• TORG had part of its "Relics of Power" adventure take place on a train. Sadly this setting was abandoned when the adventure was remade for the rereleased version, Eternity.
  • The Merc 2000 setting of Twilight: 2000 had an adventure called "Mess on the Orient Express", which involves the player characters having to find a stolen giant Buddha on the Orient Express.

    Video Games 
  • Like so much else, BoxxyQuest: The Gathering Storm has fun with this. In Chapter 6 (which references a similar chapter in Paper Mario: The Thousand-Year Door), the heroes are excited for a luxury train trip, since it means taking a break from their quest, only for them to stumble over a murder victim the instant they climb aboard. Anonymous tries to bail out, and even after Catie guilt trips him into staying to help solve the mystery, he never stops acting really annoyed by the whole thing. And then subverted when it turns out the 'victim' was Faking the Dead purely as a joke.
    Anonymous: I know how this works, huh? I've seen the movies. That guy got killed, and one of the people on the train did it. It'll be up to us to solve the case before the train reaches GameFAQs in two days. That's stress I don't need right now.
  • The game Chase The Express/ Covert Ops Nuclear Dawn is sort of a clunky Metal Gear Follow the Leader set on a trans-European train that will launch a nuke when it reaches its destination - although unusually for this type of story, there are a few stages that take place on a different train running adjacent to the main one.
  • The 2018 digital edition of Clue offers a "Murder Express" theme in its season pass, letting the players find the correct suspect and weapon within a train platform and its neighboring amenities (such as a barber shop); the train engine and three of its attached cars are also considered "rooms".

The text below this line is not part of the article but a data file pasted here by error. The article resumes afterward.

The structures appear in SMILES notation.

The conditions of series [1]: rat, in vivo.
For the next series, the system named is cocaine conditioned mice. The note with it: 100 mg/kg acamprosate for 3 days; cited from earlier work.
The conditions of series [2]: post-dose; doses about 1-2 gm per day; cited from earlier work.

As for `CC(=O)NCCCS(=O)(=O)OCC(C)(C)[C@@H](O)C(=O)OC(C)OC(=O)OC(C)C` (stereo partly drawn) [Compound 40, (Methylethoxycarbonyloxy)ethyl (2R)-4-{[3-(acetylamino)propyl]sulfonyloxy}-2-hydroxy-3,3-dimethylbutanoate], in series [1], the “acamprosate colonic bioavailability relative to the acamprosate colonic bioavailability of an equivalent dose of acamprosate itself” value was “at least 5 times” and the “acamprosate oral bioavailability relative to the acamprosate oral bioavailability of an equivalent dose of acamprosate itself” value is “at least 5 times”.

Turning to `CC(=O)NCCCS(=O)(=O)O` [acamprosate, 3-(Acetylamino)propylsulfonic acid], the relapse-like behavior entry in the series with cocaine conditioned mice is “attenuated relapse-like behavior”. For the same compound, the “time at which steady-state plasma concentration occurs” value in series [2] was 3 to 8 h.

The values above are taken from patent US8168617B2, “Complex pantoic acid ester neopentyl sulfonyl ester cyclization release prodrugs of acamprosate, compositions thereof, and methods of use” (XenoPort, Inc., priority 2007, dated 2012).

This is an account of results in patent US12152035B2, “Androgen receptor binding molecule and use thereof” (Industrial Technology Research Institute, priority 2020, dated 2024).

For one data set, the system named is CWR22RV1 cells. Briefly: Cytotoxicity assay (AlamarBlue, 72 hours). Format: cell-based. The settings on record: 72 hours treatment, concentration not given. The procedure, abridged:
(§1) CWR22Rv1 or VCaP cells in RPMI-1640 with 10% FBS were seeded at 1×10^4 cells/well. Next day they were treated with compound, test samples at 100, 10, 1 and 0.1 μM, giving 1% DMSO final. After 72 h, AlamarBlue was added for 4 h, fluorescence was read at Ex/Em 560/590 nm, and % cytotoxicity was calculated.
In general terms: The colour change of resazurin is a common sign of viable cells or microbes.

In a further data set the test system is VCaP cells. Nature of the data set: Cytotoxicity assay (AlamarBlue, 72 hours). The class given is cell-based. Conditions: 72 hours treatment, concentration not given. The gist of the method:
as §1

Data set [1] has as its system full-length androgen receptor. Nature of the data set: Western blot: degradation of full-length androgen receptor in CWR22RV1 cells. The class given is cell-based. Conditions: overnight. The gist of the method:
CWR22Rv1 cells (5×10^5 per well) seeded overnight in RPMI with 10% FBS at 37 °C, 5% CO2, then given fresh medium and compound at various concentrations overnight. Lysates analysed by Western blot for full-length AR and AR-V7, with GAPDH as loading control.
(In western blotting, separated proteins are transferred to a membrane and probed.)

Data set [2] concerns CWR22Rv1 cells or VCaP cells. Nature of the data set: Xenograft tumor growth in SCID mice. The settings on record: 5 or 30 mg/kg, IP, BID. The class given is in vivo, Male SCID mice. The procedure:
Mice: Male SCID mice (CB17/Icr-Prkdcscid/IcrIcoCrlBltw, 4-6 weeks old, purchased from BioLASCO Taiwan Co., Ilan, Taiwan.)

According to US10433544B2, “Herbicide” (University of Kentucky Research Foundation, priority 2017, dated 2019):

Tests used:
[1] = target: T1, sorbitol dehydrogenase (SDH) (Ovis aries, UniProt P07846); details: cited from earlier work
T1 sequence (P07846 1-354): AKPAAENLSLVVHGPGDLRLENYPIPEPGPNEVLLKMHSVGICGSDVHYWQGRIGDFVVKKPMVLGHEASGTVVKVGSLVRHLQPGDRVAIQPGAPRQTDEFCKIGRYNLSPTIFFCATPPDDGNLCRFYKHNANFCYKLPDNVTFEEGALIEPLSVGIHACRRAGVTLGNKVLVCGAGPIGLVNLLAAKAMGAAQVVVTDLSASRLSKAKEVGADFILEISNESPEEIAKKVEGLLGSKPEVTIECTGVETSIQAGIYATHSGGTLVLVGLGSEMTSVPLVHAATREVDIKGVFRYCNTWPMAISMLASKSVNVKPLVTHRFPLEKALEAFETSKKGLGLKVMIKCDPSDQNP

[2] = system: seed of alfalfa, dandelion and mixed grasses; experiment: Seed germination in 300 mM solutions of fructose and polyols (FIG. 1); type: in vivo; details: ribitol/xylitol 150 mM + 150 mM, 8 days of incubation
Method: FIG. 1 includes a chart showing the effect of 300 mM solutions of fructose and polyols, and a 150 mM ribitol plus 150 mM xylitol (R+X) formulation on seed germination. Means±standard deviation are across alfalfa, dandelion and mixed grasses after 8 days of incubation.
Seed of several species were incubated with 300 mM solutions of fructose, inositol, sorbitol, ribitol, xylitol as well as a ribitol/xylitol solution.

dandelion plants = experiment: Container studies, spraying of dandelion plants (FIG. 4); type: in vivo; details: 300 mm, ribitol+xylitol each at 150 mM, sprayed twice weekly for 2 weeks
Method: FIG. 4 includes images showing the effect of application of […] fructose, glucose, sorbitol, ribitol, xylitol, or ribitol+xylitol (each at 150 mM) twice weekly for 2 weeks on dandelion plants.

• A Hat in Time: These seem to be the entirety of the Conductor's creative output. All thrillers, all of them with/on trains. They still win awards year after year, however, so it's worked out well for him.
  • The Last Express. The Pre- World War 1 Orient Express setting gives it a very Christie feel and then it actually tries to use some of the same setting advantages that you might get in other media using this trope by having the game take place in real time.
  • Chapter 6 of Paper Mario: The Thousand-Year Door is a Breather Level that largely takes place on the luxuriant Excess Express. You get roped into solving a mystery that follows this formula during the three-day trip, and, except for a brief rest stop at an abandoned station, is totally devoid of actual fighting until the Traintop Boss Battle on the last day. It also averts the lack of security normally present in these stories—the train staff refuses to let Mario into restricted areas, let alone outside the train. The boss battle is on the traintop because the Smorgs had already captured everyone on the train except the conductor, leaving an unobstructed path out.